The discovery and formulation of new drugs, antivirals, antibiotics and in general chemicals with tailored properties is a long and painstaking process. Interdisciplinary research at the crossroads of biochemistry, physics and computer science can change this. The development of machine learning (ML) methods, combined with first principles of quantum and statistical mechanics and trained on increasingly available molecular big datasets, has the potential to revolutionize the process of chemical discovery.
“Chemical discovery and machine learning are bound to evolve together, but achieving true synergy between them requires solving many outstanding challenges,” says Alexandre Tkatchenko, Professor of Theoretical Chemical Physics at the University.
Machine learning to help identify drug candidates
The University initiated a collaboration with Belgian company Janssen Pharmaceuticals in spring 2020 to develop novel ML methods for identifying compounds that have a strong therapeutic potential (also called drug candidates). So far, ML approaches have been developed for small molecules. This research project aims to extend the architecture and transferability of quantum mechanics-based machine learning approaches to large molecules of pharmaceutical importance.
“The generation of novel chemicals with activity on relevant biological targets is the core business of pharmaceutical companies. Machine learning approaches have the potential to speed up the process and reduce failure rates in drug discovery. Having been approached by a leading pharmaceutical company to work together in identifying drug candidates is a gratifying sign of the industrial recognition of our expertise,” comments Dr. Leonardo Medrano-Sandonas, a postdoctoral researcher in Prof. Tkatchenko’s group.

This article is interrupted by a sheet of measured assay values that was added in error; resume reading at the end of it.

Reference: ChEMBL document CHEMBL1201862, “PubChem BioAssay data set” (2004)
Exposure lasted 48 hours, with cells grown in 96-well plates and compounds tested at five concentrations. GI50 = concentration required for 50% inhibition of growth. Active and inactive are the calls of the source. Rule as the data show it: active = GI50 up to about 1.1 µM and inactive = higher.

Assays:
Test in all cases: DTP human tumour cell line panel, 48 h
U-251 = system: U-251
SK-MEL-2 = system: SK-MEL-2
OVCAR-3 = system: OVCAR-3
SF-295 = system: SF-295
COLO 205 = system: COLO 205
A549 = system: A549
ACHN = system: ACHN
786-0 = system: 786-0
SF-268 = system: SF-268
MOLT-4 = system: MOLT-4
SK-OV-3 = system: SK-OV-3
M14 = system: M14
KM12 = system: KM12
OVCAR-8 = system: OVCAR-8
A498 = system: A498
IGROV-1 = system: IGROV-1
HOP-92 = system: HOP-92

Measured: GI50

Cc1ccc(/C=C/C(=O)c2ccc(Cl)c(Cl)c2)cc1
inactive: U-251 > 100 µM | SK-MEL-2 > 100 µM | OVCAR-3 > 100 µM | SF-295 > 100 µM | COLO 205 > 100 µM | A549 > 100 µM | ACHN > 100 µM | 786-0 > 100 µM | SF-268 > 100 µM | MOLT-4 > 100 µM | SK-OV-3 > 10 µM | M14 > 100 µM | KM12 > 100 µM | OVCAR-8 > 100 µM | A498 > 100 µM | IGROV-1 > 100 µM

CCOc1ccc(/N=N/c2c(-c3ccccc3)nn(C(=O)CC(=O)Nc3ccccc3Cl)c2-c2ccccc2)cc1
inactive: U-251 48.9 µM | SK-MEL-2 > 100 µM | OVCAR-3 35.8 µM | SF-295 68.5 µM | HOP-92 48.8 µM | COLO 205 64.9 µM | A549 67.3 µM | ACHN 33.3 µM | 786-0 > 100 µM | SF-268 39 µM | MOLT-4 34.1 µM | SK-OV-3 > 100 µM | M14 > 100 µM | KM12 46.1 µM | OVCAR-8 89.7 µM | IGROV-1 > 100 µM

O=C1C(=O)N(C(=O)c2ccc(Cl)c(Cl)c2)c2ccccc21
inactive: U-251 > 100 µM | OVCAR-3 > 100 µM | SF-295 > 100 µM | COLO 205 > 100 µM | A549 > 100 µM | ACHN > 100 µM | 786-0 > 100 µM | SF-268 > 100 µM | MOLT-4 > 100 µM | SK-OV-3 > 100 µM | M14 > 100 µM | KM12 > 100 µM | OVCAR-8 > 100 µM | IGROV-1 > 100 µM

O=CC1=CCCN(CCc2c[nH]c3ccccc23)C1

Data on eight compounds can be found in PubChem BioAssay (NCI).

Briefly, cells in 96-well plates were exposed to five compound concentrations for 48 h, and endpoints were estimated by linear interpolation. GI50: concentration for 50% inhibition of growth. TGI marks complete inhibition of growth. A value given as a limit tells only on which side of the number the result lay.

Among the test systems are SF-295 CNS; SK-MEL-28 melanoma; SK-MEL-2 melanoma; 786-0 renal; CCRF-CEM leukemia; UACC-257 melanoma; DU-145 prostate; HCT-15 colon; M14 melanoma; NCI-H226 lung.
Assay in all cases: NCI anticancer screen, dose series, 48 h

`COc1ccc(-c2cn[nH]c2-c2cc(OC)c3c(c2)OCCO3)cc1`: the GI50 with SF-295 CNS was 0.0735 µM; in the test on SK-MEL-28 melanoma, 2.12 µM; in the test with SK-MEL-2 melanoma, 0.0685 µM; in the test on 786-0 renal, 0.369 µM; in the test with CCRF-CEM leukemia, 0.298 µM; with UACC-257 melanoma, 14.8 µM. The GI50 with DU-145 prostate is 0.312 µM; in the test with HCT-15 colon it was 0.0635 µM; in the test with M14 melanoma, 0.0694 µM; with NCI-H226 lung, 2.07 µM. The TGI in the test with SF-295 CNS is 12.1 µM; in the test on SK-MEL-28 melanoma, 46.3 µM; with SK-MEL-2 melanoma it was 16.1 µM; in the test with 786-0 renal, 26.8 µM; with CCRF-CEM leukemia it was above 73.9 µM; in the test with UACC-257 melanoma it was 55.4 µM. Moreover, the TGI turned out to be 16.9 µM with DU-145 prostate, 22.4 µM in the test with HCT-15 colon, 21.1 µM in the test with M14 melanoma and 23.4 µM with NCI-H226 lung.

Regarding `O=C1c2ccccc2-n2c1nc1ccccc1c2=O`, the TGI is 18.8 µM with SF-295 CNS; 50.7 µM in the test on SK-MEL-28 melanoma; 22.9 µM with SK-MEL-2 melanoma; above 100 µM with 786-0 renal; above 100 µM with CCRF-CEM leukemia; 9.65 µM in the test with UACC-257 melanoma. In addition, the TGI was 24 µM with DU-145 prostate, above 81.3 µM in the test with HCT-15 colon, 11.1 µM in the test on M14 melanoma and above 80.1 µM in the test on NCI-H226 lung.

Partner in an Innovative Training Network funded by the European Commission
Together with three large European pharma companies (Bayer, AstraZeneca, Janssen), the chemical company Enamine and ten academic partners with expertise in computational drug design, Prof. Tkatchenko has been granted the Marie Sklodowska-Curie Actions—Innovative Training Network grant for the project Advanced machine learning for Innovative Drug Discovery (AIDD) for the period 2021-2023. This project aims to develop innovative ML methods to contribute to an integrated “One Chemistry” model that can predict outcomes ranging from molecule generation to synthesis and understand how to intertwine chemistry and biology to develop new drugs.
Here scientific expertise joins forces with medicinal and synthetic chemistry expertise of the industrial partners, and benefits from large valuable datasets. For the first time, all methodological developments will be available open source. The training network will prepare a generation of scientists who have skills both in machine learning and chemistry to advance medicinal chemistry.
“Making accurate predictions using machine learning critically depends on access to large collections of high-quality data and domain expertise to analyze them,” explains Prof. Tkatchenko. “Putting our forces together is a first step towards a chemical discovery revolution driven by machine learning.”
The field of machine learning for chemical discovery is emerging, and substantial advances are expected to happen in the near future. Prof. Tkatchenko has recently published an article in the journal Nature Communications in which he discusses recent breakthroughs in this field and highlights the challenges for the years to come. The article is